8. #18
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    Quote Originally Posted by SapphireBlue View Post
    I could not agree more with this thread. I hooked three different agents, each one a "step up" on the ladder--first one small, second one mid-sized, third one huge and wonderful; I felt that giddy thrill in my heart and stomach signing the contract. She subbed me to about 10 publishers and I got raves such as "a masterful storyteller," "reads like a classic" and "I couldn't put it down" (real quotes from huge houses) but I was rejected for two reasons: One, I was a debut author and Two, they didn't "fully fall in love" with every single moment of the book--something they would edit for anyone who wasn't a debut author. These are the days of the bookstore shutdown. No one wants to take a risk on someone who might not sell, and anyone new has the potential to flop.
    Unfortunately, that is the reality of the publishing world. A few years ago I thought the arrival of the internet or devices such as Kindle might shut the industry down altogether. They pushed for that to happen. After all, it's much easier and cheaper for publishing companies to have someone download a book on a Kindle that put it out there on the shelf. However the book industry is still around and often I'm amazed at how many people you still find in a bookstore. But I do agree very much with you Sapphire. It's certainly not impossible to get published and the arrival of new authors happens. However, few want to take a chance these days whether it's quality work or not. Sometimes it just takes being in the right place at the right time. Don't give up though! Dreams to happen. If your book is that good, you might try a writer's conference. From the agent side of things, they're much more responsive in face to face meetings.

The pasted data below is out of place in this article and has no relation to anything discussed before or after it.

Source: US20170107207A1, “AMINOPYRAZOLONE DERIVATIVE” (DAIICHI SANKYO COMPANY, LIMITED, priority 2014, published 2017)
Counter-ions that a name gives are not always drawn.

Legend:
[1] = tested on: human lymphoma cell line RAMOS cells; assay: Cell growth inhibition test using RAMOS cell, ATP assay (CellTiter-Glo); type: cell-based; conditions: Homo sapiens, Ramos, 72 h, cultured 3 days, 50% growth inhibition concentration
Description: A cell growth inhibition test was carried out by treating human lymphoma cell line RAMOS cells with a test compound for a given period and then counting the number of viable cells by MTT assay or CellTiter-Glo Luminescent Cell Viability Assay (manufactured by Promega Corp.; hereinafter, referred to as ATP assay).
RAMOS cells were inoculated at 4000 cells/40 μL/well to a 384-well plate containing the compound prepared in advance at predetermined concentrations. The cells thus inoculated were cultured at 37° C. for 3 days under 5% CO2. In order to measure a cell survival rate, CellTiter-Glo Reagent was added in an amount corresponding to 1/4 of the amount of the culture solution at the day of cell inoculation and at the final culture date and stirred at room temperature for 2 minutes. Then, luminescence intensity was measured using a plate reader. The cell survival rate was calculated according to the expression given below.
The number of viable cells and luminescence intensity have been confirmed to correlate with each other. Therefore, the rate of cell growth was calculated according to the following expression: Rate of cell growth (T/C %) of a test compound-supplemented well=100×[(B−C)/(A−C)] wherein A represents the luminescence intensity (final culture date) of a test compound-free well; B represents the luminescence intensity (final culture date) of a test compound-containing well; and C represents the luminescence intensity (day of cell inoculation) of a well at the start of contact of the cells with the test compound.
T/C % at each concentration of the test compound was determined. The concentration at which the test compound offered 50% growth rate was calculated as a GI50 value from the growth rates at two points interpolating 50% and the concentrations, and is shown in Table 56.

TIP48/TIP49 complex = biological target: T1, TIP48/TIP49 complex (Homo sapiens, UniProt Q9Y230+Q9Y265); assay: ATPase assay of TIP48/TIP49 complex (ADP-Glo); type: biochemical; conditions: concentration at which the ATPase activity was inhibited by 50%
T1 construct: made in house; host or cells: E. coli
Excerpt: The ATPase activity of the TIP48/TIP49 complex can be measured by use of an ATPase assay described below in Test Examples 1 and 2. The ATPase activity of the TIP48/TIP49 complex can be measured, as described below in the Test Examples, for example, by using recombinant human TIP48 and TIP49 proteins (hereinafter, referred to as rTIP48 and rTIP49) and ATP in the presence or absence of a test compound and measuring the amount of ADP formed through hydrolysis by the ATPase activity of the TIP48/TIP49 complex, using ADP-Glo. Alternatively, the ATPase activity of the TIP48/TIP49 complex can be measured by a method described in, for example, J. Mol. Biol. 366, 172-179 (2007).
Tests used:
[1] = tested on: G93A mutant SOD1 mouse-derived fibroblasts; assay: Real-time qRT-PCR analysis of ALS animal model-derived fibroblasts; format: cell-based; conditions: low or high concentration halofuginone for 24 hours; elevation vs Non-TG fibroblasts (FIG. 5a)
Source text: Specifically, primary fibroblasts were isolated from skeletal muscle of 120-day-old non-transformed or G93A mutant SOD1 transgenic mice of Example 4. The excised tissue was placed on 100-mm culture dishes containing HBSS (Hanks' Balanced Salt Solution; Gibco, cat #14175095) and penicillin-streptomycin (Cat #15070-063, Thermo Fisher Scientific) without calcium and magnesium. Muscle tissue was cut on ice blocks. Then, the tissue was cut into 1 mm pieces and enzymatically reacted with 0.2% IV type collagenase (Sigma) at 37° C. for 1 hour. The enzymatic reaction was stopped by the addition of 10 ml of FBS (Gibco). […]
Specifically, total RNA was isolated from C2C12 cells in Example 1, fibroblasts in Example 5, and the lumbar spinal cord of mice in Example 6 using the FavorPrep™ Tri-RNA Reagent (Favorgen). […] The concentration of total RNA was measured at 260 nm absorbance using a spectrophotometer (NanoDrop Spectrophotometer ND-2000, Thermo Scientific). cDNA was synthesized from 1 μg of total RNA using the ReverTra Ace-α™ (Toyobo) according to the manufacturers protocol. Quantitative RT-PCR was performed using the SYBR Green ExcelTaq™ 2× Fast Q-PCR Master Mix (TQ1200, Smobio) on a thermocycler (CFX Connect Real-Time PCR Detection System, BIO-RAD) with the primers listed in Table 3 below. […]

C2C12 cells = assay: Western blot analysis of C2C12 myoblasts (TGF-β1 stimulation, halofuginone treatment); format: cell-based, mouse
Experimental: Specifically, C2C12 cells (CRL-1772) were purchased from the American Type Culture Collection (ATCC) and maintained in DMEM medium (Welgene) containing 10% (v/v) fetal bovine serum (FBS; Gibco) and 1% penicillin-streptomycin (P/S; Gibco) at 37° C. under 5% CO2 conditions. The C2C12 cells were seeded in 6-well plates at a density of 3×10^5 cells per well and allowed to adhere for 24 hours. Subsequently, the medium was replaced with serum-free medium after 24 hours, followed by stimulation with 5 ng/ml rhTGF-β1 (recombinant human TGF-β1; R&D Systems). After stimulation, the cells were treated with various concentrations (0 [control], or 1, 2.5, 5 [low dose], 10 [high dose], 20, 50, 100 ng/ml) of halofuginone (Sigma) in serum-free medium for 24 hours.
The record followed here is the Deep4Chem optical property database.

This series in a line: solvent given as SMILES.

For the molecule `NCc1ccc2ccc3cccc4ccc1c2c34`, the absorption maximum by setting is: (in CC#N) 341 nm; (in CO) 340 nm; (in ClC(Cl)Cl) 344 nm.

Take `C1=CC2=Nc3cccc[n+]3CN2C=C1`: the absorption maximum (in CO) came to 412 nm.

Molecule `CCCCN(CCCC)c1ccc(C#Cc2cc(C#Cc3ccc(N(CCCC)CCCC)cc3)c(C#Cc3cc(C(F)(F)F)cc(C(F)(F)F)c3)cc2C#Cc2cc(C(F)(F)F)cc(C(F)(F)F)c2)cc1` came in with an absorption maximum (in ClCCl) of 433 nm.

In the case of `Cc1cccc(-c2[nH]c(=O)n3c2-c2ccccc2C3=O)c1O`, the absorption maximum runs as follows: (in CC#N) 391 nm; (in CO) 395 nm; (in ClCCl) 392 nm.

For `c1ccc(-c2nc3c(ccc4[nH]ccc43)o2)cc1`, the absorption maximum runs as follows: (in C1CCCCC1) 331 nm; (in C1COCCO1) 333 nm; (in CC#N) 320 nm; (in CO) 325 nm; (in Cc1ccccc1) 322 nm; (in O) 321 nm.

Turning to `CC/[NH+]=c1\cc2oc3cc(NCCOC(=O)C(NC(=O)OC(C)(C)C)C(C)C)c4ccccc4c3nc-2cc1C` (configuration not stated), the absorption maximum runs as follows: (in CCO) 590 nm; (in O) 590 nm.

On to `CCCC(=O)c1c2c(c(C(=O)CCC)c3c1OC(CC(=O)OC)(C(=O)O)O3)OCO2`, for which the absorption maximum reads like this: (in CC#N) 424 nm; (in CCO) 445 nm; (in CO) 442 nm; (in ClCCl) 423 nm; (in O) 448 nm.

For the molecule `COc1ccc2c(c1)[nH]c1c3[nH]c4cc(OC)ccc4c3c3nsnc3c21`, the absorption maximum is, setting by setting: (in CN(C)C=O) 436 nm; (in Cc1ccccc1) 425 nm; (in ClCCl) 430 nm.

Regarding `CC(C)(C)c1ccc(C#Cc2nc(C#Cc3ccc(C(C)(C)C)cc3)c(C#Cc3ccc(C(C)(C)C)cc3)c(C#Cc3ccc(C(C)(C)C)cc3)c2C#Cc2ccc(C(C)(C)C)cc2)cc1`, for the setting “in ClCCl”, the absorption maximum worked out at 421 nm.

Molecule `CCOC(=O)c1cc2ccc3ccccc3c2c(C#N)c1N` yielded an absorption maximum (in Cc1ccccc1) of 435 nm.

9. #19
    Senior Member SapphireBlue's Avatar
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    Thank you for the support. Unfortunately, I live in the middle of nowhere and the only conference out here is not pitch-oriented. Nonetheless, I've managed to snag 3 agents. I am now writing another book and hope to snag the fourth one. Thanks for the supportive words.

  10. #20
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    I agree that happens a lot. It's hard to get anywhere without a "Previous Best-Seller" sticker attached to you. I had a work published with great reviews, but due to using a small independent publisher it isn't getting much press. I gave up on landing an established agent mostly because I just couldn't get them to take a look at it.
    Do what I'm doing... keep gathering what positive feedback you can and plodding forward. The best scenario is one I'm hoping for: that one day I will land a serious agent for one of my manuscripts that will get my works noticed. Then perhaps there will be some retroactive success for my other titles.

    Keep trying and keep telling yourself that when some agent FINALLY decides to give your work a chance and it all works out, it'll be the other guys' loss.